UK firms at risk due to employees’ lack of cyber-security awareness

UK organisations are putting their reputation, customer trust and competitive advantage at greater risk by failing to provide their staff with effective cyber-security awareness and ability to defend against cyber-attacks, according to a new report.

The research carried out by Axelos,  a UK government/Capita joint venture, found that 75 percent of large organisations suffered staff-related security breaches in 2015, with 50 percent of the worst breaches caused by human error.

The research showed that only a minority of executives responsible for information security training in organisations with more than 500 employees believe their cyber-security training is “very effective”. While four in ten (42 percent) say their training is “very effective” at providing general awareness of information security risks, only just over a quarter (28 percent) say their efforts are “very effective” at changing behaviour in relation to information security.

For ensuring compliance with regulatory requirements, 37 percent rate their training as very effective though only a third (33 percent) rate it very effective in reducing exposure to the risk of information security breaches. A similar minority (32 percent) are “very confident” that the training is relevant to staff, despite almost all respondents (99 percent) citing security awareness as important to minimise the risk of security breaches.

When asked how many staff had completed their information security awareness programme, respondents in a quarter of organisations said that no more than 50 percent of staff had done so.

Nick Wilding, head of cyber-resilience best practice at Axelos, said: “Despite organisations continuing to invest heavily in technology to better protect their precious information and systems, the number and scale of attacks continues to rise as they discover there is no ‘silver bullet' to help them achieve their desired level of cyber-security.

“And they often underestimate that the role that their own employees – from the boardroom to the front line – can play: staff should be their most effective security control but are typically one of their greatest vulnerabilities.”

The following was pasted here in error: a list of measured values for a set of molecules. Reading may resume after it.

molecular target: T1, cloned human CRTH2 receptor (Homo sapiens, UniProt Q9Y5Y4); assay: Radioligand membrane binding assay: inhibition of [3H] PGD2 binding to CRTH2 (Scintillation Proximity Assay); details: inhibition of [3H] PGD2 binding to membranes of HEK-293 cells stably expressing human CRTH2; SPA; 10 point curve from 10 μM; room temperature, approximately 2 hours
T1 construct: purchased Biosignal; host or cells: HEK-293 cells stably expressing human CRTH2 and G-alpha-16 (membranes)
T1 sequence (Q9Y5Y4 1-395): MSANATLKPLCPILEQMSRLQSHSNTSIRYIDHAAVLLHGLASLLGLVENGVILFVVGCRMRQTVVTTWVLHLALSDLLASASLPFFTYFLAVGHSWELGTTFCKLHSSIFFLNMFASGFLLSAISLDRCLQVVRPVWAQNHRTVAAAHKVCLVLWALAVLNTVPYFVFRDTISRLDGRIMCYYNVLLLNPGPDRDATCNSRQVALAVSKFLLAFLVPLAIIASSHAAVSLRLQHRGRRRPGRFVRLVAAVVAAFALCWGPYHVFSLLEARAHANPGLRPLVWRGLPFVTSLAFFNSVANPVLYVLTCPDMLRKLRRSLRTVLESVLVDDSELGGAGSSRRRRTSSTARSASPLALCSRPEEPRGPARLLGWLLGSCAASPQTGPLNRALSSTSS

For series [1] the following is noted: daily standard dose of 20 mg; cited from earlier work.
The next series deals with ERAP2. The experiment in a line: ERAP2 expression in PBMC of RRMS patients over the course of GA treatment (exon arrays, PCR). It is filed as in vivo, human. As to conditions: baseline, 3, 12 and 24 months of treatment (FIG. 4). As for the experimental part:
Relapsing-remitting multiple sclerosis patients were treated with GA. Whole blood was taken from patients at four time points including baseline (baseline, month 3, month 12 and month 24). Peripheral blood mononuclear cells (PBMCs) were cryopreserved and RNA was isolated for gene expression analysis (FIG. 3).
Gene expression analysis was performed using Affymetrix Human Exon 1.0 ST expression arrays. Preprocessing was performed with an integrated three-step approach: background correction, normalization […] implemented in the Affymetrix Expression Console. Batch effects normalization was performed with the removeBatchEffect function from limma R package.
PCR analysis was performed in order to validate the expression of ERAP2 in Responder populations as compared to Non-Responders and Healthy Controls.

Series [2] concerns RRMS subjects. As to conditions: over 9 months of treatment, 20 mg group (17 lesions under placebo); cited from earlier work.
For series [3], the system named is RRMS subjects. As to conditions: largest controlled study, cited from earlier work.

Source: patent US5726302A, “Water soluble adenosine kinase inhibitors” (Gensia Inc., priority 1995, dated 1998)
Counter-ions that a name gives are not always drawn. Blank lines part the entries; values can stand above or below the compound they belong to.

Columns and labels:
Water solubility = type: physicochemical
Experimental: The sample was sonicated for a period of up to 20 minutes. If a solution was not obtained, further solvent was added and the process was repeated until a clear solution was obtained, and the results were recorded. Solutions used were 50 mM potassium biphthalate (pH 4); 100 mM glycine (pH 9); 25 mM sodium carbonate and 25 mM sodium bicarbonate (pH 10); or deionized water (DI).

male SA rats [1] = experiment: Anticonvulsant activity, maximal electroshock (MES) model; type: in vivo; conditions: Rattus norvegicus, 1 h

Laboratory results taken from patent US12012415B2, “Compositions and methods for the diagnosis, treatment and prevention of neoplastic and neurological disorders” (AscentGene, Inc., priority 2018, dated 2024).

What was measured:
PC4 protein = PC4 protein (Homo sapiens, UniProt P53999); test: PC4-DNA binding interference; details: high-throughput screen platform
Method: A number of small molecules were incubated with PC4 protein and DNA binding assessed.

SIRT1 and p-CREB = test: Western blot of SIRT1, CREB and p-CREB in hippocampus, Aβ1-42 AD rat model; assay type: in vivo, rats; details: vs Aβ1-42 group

He added that although two percent of organisations are very confident about the relevance of the training they provide, there are nearly two-thirds (62 percent) that are only ‘fairly confident'.

“Cyber-attacks are now business as usual and the resulting financial and reputational damage can be significant. As a result, organisations need to be more certain that they are engaging their people effectively to better equip them to manage the cyber and information security risks they now all face,” he said.

Richard Walters, senior vice president of Security Products at Intermedia, told that employees are a company's first line of defence but they also need to be aware of the security threats out there in order to avoid them.

“Staff training should be constantly refreshed to ensure it stays in line with evolving threats. Equally, companies need to stay on top of the game themselves and implement dynamic security policies that evolve in step with technological advancements. This approach will give employees clear guidance on what they should and shouldn't be doing,” he said.

Paul Trulove, vice president of product management at SailPoint, told SC that without a clear understanding of how your employees work or access data, organisations run the risk of inadvertently opening their doors to a data breach.

“Whether intentional or not, people are the cause of a large portion of breaches. Criminals are using social engineering to greater effect – phishing emails and other means through which people mistakenly release information are one of the greatest threats to companies today. As hackers advance their strategies, an essential part of security must be on educating individuals on the types of attacks they are likely to encounter,” he said.

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